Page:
RESIDENTS IN THE south of the borough will be keeping Wednesday, 8th February free – so they can discuss the future of the Isle of Dogs with the Tower Hamlets Mayor, John Biggs.
The meeting is one of the occasional “Ask the Mayor” events which have taken place around the borough since John Biggs was elected. This one will be held from 7.30-9pm in Jack Dash House, at the corner of Marsh Wall and Manchester Road (near South Quay DLR station).
And on this occasion, the main topic will be future growth on the Island. As John Biggs explains, “The Isle of Dogs is a unique place in our borough. With such rapid change it’s important residents have the chance to understand and have their say on the plans for the future growth of the Island, that’s exactly what I hope this event will achieve.
“For too long development on the Island was haphazard, with politicians ignoring the views of local people. I think it’s important that politicians are accountable and that local residents have the chance to share their views. I’m sure it will be a lively discussion but that’s exactly what these Ask the Mayor events are about.”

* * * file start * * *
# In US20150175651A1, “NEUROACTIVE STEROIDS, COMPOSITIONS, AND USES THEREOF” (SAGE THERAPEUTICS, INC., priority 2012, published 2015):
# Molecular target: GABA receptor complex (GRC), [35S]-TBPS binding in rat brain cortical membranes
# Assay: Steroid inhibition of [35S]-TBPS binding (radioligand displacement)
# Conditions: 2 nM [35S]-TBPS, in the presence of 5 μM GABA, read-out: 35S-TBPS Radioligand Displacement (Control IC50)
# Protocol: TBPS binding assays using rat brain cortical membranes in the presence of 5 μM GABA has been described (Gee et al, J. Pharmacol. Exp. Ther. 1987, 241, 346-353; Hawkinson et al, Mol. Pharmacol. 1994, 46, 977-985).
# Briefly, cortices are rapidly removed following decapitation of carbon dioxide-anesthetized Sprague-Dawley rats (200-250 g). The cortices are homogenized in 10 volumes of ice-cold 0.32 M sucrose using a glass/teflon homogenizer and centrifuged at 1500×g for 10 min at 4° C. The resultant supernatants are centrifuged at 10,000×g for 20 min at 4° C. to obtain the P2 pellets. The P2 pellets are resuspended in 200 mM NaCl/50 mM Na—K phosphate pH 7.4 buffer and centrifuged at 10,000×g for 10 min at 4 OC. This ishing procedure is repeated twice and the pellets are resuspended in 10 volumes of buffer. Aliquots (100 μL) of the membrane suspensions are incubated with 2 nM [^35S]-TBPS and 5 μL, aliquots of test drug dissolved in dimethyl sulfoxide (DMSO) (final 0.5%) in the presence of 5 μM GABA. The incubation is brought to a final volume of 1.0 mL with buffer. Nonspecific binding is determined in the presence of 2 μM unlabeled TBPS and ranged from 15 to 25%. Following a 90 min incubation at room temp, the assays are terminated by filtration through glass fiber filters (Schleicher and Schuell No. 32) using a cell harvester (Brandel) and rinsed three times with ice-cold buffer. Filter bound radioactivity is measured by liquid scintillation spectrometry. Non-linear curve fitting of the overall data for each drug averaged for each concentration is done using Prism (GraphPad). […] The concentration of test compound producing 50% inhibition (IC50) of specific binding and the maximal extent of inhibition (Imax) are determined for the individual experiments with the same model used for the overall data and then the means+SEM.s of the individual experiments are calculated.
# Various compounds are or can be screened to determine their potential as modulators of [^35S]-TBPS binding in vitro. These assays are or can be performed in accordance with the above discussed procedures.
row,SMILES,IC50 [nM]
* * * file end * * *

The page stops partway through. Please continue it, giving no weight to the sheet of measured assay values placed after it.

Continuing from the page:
One of those politicians who presided over previous haphazard development on the Isle of Dogs was, of course, John Biggs – so residents will be keen to hear what new plans for growth he has. Of particular concern will be the plans by One Housing Group (OHG). It is thought that this unpopular landlord plans to demolish all 2,000+ properties it bought from the Council and replace them by four new developments with four times the density of housing.
Residents have asked John Biggs to ensure that residents are given a vote on the plans before OHG is allowed to carry them out. Referring to estate regeneration in general at a recent press conference, John Biggs was quite clear that he would not insist on residents having the right to vote on every occasion, but would not rule out votes in some circumstances. Residents are likely to raise this point – as well as other crucial local issues such as the threatened reduction in the number of sites Children’s Centre services are delivered from and how older residents are (or are not) coping with the new imposition of charges for social care.